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Texas Drives the Nation’s Economy

Expansions and relocations bring business to the Lone Star State.

By Melanie Hill on February 7, 2014

Like the adventurous settlers who came looking for opportunity, many business pioneers have prospered in Texas. Texas Instruments, Dell and Southwest Airlines ““ once innovative startups ““ have all grown into major players in the global economy.
In fact, no other state is home to more Fortune 1000 headquarters. Texas ranked No. 1 on the 2012 Fortune 1000 list, with 103 companies, and No. 2 on the 2012 Fortune 500 list with 52 companies based in the state, including No. 1 ExxonMobil. And the state is home to some of the nation’s best-known private companies, including Neiman Marcus and grocery chain HEB.
Business Friendly
One of the elements attracting growth and investment is the state’s favorable tax structure, with no personal or corporate income taxes levied. In fact, Texas ranked ninth on the Tax Foundation’s State Business Climate Tax Index in 2012, providing a favorable environment for business expansion and relocation.
Entrepreneur Erica Douglass moved her tech company from California to Austin. Whoosh Traffic provides a suite of easy-to-use SEO tools to clients who want more site traffic. Douglass says she lived all of her adult life in California, but fell in love with Austin when she visited for the SXSW convention.
“Austin is young and vibrant,” she says. “It’s a great startup community and has a strong business environment. Taxes in California are stifling. In Austin, you don’t need to sell your soul to pay for a mortgage.”
Douglass says she was happy to find a local community that is close knit. “Everybody knows everybody, and people are willing to extend a hand,” she says. “We’ve had no problem finding qualified people to fill our positions.”
A Climate for Growth
Several other companies have announced recent expansions and relocations. ADP, the global human resources, payroll, tax and benefits administration solutions giant, is expanding its operations in El Paso, creating 585 jobs and $22 million in capital investment. Credit card giant Visa Inc. will build a global IT center in Austin, creating nearly 800 new jobs within five years, with an average annual wage of more than $113,000.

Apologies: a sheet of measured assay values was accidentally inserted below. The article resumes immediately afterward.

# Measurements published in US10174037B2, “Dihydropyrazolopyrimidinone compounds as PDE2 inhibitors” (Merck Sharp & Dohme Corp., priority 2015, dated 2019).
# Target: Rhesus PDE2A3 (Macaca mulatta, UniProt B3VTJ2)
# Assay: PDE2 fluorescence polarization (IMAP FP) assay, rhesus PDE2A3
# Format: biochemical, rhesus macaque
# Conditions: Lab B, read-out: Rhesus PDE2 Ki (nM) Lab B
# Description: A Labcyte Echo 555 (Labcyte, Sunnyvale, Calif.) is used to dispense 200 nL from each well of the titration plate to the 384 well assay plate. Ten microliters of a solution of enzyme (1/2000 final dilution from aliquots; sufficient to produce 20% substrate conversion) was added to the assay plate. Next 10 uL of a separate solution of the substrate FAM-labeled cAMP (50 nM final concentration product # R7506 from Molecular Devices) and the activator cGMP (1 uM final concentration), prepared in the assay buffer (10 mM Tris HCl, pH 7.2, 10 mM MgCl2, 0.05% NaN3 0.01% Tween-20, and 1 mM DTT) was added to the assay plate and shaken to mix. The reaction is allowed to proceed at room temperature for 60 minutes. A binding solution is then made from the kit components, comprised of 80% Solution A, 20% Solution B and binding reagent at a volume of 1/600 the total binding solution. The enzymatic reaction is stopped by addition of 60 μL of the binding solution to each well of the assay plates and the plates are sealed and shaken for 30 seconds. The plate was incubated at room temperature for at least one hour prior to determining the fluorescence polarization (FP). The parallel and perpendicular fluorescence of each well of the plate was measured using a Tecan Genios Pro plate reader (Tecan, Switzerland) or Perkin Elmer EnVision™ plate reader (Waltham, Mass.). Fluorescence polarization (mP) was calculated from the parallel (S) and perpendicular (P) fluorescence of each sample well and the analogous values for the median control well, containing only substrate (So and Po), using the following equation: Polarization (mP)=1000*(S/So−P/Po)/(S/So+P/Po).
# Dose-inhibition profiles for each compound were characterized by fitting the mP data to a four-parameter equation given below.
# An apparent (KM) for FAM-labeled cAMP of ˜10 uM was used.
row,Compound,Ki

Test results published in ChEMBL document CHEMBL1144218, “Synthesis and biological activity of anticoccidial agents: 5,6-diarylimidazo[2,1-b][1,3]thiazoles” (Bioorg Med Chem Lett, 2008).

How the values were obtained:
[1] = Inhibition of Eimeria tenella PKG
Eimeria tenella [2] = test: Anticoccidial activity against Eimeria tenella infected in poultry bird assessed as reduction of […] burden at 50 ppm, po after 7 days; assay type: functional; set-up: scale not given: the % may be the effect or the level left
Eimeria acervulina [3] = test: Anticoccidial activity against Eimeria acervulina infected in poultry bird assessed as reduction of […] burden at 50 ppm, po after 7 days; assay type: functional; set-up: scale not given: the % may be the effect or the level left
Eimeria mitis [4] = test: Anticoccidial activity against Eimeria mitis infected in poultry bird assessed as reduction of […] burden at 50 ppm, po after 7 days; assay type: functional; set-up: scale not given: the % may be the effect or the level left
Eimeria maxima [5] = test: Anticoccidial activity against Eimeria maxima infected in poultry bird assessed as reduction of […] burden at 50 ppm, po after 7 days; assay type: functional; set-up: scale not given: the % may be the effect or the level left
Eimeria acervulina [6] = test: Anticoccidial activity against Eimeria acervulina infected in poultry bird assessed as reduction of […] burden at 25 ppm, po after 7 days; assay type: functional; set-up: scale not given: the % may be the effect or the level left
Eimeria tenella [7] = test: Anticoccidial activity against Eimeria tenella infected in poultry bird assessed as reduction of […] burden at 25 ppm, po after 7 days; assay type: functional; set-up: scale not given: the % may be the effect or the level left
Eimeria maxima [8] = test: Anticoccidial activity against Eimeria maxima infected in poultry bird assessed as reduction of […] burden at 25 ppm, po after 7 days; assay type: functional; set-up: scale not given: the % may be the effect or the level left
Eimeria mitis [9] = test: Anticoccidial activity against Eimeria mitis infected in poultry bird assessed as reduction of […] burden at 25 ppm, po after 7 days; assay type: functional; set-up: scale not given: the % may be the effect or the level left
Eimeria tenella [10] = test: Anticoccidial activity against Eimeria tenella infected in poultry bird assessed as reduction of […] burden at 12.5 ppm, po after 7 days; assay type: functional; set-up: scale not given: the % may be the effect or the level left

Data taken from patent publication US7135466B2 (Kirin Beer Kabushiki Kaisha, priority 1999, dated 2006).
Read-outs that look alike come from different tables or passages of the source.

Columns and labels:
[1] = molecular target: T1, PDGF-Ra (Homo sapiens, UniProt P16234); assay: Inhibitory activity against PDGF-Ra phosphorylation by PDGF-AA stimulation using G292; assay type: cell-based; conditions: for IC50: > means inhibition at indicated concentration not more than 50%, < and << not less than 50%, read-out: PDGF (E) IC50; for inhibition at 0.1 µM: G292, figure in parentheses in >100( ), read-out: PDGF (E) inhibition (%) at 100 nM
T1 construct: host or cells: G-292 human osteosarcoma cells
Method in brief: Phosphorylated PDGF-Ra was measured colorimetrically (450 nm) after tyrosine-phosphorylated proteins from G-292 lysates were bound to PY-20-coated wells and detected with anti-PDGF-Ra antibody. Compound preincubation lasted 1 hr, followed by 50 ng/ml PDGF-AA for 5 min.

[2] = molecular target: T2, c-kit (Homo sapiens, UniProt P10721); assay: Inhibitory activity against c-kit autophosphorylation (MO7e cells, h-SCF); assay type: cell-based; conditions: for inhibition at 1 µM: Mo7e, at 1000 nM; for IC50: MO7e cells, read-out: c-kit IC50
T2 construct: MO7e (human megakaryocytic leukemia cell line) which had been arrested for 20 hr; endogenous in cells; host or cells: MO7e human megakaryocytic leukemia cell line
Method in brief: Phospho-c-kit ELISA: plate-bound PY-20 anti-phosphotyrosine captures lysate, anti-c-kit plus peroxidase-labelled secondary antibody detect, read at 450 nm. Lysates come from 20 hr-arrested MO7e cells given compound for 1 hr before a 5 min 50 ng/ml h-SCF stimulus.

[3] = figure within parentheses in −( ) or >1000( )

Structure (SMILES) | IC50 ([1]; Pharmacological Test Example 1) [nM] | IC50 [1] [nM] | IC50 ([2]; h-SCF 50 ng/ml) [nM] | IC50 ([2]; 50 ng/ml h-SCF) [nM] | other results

Layne Christensen Consulting, a company that provides a number of services related to water management, mineral exploration and energy, consolidated its corporate offices to the Houston area in December 2012.
“Establishing a collaborative and sustainable culture is part of Layne’s overall strategy,” says Jenny Caulk, corporate communications manager. “The Houston area provides us with greater access to the world’s natural resources clients. The move also placed us in the fourth-largest city in the United States, enhancing access to current and potential clients, as well as bringing together corporate functions and divisional leadership.”
“We have a very business-friendly environment in terms of low-cost tax structure,” says Fred Welch, vice president of regional economic development for the Greater Houston Partnership.  “Houston is also a modern, clean city, with amenities a young person would like to have and opportunities to find employment.”
California-based oil company Chevron Corp. is moving 800 jobs — about a quarter of its current headquarters staff — to Houston over the next two years. Software service provider TEKsystems Global Services is creating a new IT center in Irving, creating 500 jobs and a capital investment of $4.8 million. And USAA, a leading financial services provider for the military community and their families, is expanding its San Antonio headquarters facility, bringing up to 1,000 new jobs by the end of 2015. The company already employs more than 16,400 people in San Antonio.
Something for Everyone
“Texas has become the Third Coast,” says John F. Crawford, president and CEO of Downtown Dallas. “We’re drawing big companies because we have a strong economy, recreational opportunities, geography and culture. Bounce that off of what’s happening in California, New York and Illinois, and you can’t compare our taxation and regulation issues. It’s a no-brainer why companies are looking at Texas as a relocation spot. From quality of life to work and play, Texas is head and shoulders above other places. We have a positive check in each one of those boxes.”

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